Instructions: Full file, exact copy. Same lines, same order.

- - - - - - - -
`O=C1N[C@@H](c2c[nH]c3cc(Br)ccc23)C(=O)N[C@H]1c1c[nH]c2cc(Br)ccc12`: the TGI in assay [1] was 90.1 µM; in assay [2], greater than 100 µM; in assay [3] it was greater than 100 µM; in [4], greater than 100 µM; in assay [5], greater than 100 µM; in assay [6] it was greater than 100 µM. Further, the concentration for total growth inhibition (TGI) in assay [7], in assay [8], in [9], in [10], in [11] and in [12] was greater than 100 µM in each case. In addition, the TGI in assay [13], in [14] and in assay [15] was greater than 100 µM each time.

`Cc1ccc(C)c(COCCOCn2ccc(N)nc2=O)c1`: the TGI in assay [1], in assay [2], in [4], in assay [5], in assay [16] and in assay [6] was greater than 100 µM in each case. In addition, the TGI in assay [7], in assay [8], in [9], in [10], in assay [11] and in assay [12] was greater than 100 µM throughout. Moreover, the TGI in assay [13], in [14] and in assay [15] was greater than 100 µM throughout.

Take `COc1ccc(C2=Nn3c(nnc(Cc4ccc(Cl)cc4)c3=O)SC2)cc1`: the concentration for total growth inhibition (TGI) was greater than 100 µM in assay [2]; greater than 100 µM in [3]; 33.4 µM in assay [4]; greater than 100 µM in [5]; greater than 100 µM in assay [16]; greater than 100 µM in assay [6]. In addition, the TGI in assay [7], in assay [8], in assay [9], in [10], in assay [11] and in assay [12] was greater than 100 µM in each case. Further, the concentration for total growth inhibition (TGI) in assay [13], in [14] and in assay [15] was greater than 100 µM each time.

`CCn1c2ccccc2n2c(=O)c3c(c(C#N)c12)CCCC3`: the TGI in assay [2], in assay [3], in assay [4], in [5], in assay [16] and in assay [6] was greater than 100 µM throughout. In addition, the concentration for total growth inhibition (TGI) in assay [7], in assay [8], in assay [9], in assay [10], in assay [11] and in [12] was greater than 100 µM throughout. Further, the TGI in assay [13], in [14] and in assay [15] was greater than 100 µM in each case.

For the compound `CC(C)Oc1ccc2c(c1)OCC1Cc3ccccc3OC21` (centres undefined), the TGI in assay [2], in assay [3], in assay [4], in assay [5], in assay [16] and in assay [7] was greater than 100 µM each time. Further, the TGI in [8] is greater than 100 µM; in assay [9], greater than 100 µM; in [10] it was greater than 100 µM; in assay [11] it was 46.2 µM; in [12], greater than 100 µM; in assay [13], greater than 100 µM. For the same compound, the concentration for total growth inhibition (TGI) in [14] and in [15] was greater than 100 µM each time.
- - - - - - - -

`O=C1N[C@@H](c2c[nH]c3cc(Br)ccc23)C(=O)N[C@H]1c1c[nH]c2cc(Br)ccc12`: the TGI in assay [1] was 90.1 µM; in assay [2], greater than 100 µM; in assay [3] it was greater than 100 µM; in [4], greater than 100 µM; in assay [5], greater than 100 µM; in assay [6] it was greater than 100 µM. Further, the concentration for total growth inhibition (TGI) in assay [7], in assay [8], in [9], in [10], in [11] and in [12] was greater than 100 µM in each case. In addition, the TGI in assay [13], in [14] and in assay [15] was greater than 100 µM each time.

`Cc1ccc(C)c(COCCOCn2ccc(N)nc2=O)c1`: the TGI in assay [1], in assay [2], in [4], in assay [5], in assay [16] and in assay [6] was greater than 100 µM in each case. In addition, the TGI in assay [7], in assay [8], in [9], in [10], in assay [11] and in assay [12] was greater than 100 µM throughout. Moreover, the TGI in assay [13], in [14] and in assay [15] was greater than 100 µM throughout.

Take `COc1ccc(C2=Nn3c(nnc(Cc4ccc(Cl)cc4)c3=O)SC2)cc1`: the concentration for total growth inhibition (TGI) was greater than 100 µM in assay [2]; greater than 100 µM in [3]; 33.4 µM in assay [4]; greater than 100 µM in [5]; greater than 100 µM in assay [16]; greater than 100 µM in assay [6]. In addition, the TGI in assay [7], in assay [8], in assay [9], in [10], in assay [11] and in assay [12] was greater than 100 µM in each case. Further, the concentration for total growth inhibition (TGI) in assay [13], in [14] and in assay [15] was greater than 100 µM each time.

`CCn1c2ccccc2n2c(=O)c3c(c(C#N)c12)CCCC3`: the TGI in assay [2], in assay [3], in assay [4], in [5], in assay [16] and in assay [6] was greater than 100 µM throughout. In addition, the concentration for total growth inhibition (TGI) in assay [7], in assay [8], in assay [9], in assay [10], in assay [11] and in [12] was greater than 100 µM throughout. Further, the TGI in assay [13], in [14] and in assay [15] was greater than 100 µM in each case.

For the compound `CC(C)Oc1ccc2c(c1)OCC1Cc3ccccc3OC21` (centres undefined), the TGI in assay [2], in assay [3], in assay [4], in assay [5], in assay [16] and in assay [7] was greater than 100 µM each time. Further, the TGI in [8] is greater than 100 µM; in assay [9], greater than 100 µM; in [10] it was greater than 100 µM; in assay [11] it was 46.2 µM; in [12], greater than 100 µM; in assay [13], greater than 100 µM. For the same compound, the concentration for total growth inhibition (TGI) in [14] and in [15] was greater than 100 µM each time.